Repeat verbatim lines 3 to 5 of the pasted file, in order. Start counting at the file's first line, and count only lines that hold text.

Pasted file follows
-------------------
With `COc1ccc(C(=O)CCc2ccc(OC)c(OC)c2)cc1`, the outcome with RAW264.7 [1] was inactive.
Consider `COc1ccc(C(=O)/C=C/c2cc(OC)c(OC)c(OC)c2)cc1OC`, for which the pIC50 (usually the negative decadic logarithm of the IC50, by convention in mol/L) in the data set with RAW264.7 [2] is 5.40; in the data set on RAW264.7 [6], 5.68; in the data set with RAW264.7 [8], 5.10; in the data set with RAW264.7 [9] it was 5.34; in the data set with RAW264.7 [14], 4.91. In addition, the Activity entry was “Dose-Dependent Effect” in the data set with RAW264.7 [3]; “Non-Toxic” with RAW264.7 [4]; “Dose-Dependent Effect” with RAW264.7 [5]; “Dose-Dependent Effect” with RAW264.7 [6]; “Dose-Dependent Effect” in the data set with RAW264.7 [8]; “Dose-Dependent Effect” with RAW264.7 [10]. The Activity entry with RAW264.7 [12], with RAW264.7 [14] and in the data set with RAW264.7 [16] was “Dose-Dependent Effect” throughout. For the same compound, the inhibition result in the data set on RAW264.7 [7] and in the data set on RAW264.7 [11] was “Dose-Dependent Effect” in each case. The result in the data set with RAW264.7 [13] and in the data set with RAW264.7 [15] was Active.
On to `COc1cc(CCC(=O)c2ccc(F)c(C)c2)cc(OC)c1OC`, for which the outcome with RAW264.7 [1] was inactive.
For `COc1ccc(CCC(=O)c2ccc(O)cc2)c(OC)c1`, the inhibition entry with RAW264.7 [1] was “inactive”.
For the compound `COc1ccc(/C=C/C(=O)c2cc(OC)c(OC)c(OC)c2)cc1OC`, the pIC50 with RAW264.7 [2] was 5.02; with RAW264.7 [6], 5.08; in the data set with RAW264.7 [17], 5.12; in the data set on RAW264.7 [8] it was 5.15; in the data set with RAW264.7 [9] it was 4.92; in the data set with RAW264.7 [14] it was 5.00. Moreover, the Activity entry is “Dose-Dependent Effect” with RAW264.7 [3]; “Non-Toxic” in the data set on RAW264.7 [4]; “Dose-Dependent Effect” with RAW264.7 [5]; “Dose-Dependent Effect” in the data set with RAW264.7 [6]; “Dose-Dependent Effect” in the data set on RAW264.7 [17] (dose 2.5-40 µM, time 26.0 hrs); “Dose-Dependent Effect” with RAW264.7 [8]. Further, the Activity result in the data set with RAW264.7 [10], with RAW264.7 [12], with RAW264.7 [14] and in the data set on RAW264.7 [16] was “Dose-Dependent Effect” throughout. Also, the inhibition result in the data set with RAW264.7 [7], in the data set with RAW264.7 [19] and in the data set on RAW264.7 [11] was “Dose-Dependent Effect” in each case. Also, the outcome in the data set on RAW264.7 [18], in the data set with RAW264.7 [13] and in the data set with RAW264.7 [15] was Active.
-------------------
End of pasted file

On to `COc1cc(CCC(=O)c2ccc(F)c(C)c2)cc(OC)c1OC`, for which the outcome with RAW264.7 [1] was inactive.
For `COc1ccc(CCC(=O)c2ccc(O)cc2)c(OC)c1`, the inhibition entry with RAW264.7 [1] was “inactive”.
For the compound `COc1ccc(/C=C/C(=O)c2cc(OC)c(OC)c(OC)c2)cc1OC`, the pIC50 with RAW264.7 [2] was 5.02; with RAW264.7 [6], 5.08; in the data set with RAW264.7 [17], 5.12; in the data set on RAW264.7 [8] it was 5.15; in the data set with RAW264.7 [9] it was 4.92; in the data set with RAW264.7 [14] it was 5.00. Moreover, the Activity entry is “Dose-Dependent Effect” with RAW264.7 [3]; “Non-Toxic” in the data set on RAW264.7 [4]; “Dose-Dependent Effect” with RAW264.7 [5]; “Dose-Dependent Effect” in the data set with RAW264.7 [6]; “Dose-Dependent Effect” in the data set on RAW264.7 [17] (dose 2.5-40 µM, time 26.0 hrs); “Dose-Dependent Effect” with RAW264.7 [8]. Further, the Activity result in the data set with RAW264.7 [10], with RAW264.7 [12], with RAW264.7 [14] and in the data set on RAW264.7 [16] was “Dose-Dependent Effect” throughout. Also, the inhibition result in the data set with RAW264.7 [7], in the data set with RAW264.7 [19] and in the data set on RAW264.7 [11] was “Dose-Dependent Effect” in each case. Also, the outcome in the data set on RAW264.7 [18], in the data set with RAW264.7 [13] and in the data set with RAW264.7 [15] was Active.